Pin Loom Baking

  Pin looms are a great way to experiment with texture and artsy, metallic yarns.

imageplaceholder Christina Garton
Editor, Weaving Today

If there’s one thing I love as much as weaving, it’s probably baking bread. I try to bake at least once a week and always looking for new recipes to try out. (I love baking so much that last year for my birthday my husband bought me flours–rye and a pumpernickel blend to be exact.) I think part of the reason I love baking bread is similar to the reason I love weaving—simply by combining the same ingredients in different ways you can create many truly wonderful things. The same ingredients for my favorite French bread are the same that go into my sourdough. Trade out some of the white flour for rye, and the sourdough now becomes a sour rye. Add egg and dairy into the mix and a white bread becomes rich brioche. While all yeast breads share similar ingredients (flour, yeast, and water) and similar steps (mix, let rise, fiddle with the dough, let it rise again, then bake) there are infinite variations you can produce.

The same goes for weaving. You can take the same ingredients, but by treating them differently or adding this or substituting that you can create many truly marvelous pieces of cloth. This is especially evident with pin looms. Each pin loom square is woven in basically the same fashion: you always warp the loom the same way and when you’re done weaving, you have a nice square of cloth. BO-RING, right? No way! Just like with baking, you can take this basic premise and play with it to your heart’s content.

I’m a big fan of fashion yarns–if it’s got glitter in it, I’m buying it—and pin looms are a great way to use metallic yarns in a way that, wait for it, let’s them truly shine. (I’d say I’m sorry but I’d be lying.) Same goes for textured yarns. So long as it’s not too thick for the pin loom, you can take lumpy-bumpy yarns and use them in a way that makes them stand out. (Ok, I’m done.)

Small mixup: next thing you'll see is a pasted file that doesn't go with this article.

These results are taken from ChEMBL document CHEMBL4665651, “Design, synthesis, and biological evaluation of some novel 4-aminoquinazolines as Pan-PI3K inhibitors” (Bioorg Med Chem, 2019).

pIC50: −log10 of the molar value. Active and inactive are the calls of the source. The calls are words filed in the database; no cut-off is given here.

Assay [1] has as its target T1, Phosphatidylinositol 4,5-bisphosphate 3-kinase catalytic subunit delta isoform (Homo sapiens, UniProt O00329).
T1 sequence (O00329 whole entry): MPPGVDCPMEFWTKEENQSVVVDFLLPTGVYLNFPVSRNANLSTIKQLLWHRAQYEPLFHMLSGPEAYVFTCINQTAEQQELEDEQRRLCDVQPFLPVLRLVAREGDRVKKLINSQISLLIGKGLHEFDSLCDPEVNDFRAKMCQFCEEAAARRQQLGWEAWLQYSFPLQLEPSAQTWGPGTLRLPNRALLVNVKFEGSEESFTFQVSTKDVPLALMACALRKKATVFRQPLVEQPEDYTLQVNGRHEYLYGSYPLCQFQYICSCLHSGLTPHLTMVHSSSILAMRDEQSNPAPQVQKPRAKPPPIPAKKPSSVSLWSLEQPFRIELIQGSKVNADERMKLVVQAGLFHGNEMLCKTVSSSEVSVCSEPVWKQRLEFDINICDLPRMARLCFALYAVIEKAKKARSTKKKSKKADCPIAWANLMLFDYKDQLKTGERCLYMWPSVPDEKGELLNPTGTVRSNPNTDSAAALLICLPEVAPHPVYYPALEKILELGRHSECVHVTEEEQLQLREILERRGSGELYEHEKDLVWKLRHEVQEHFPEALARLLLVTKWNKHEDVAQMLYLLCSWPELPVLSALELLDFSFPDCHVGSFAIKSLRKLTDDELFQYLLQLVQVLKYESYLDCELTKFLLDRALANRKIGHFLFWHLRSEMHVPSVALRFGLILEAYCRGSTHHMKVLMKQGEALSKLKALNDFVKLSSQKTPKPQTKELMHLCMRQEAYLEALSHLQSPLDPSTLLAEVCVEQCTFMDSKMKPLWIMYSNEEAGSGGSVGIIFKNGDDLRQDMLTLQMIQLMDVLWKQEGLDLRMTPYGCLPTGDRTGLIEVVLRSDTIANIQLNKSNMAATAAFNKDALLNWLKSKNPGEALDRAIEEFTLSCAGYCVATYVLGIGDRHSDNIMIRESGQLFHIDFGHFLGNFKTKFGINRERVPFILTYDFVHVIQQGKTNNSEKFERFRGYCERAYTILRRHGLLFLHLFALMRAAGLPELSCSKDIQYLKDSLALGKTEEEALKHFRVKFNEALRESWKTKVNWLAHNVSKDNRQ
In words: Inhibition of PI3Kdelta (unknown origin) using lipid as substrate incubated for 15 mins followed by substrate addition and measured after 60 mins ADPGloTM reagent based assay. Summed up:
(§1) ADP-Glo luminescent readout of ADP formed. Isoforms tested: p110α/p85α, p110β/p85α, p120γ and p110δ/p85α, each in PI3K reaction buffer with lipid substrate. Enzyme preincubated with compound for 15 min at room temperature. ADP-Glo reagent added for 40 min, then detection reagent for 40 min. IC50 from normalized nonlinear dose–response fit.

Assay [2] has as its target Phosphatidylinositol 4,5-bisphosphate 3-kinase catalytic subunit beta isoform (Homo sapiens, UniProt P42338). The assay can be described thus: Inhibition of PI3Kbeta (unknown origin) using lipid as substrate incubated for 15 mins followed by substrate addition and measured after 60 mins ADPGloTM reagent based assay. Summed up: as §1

You can also skip threads when weaving in the weft to create designs on the squares from basic patterning to actual shapes like hearts. You can use thin yarns to create lacy squares or wool yarns that can be turned into wet-felted squares. You can combine different colors in warp and weft or use two thin yarns together as a single warp/weft. It’s amazing!

In baking, one of my favorite parts of the process is shaping. Contrary to what you might find in your grocery store, there are so many ways to shape dough: baguettes, batards, boules, epis (my favorite), epi wreaths, braids, and so much more. Similarly with pin-loom squares you can join and fold and sew them into some truly amazing projects. They can be pieced together using sewing, crochet, or knitting techniques to make shawls, scarves, blankets, and even skirts, vests, dresses, and the like.
My current favorite use of the squares, though, is by Deb Essen who looks at these squares and in them sees infinite potential. Using nothing but pin-loom squares she’s designed a menagerie of wonderful stuffed animals from sheep to dragons and turtles.
I recently got the chance to watch Deb’s new video Pin Loom Weaving in New Dimensions and I was blown away by how easy it really is to take those squares and turn them into complex (but not complicated) projects. Deb’s video starts at the beginning as she walks you through using the pin loom and choosing yarns. Then she dives right in and starts a discussion on how to use color, texture, and so on for great effect. Last, she walks you through her process for taking those squares and using them to create three-dimensional items. I’m always a big fan of when weaving books or videos don’t just teach you how to weave pecific Item, but rather gives you the tools you need to design your own. Deb’s video is just that, a guide to not just using pin looms to create squares, but how you can use those squares to create just about anything.

I don’t think I’ll ever get bored of baking bread and weaving, so long as there are new recipes to try and new flavors to taste. I love that there’s always something new beyond the horizon, and I am especially glad that there are wonderful bakers and weavers who are more than happy to share what they’ve learned with me so I can go even deeper.
Happy Weaving (and Baking)!



Post a Comment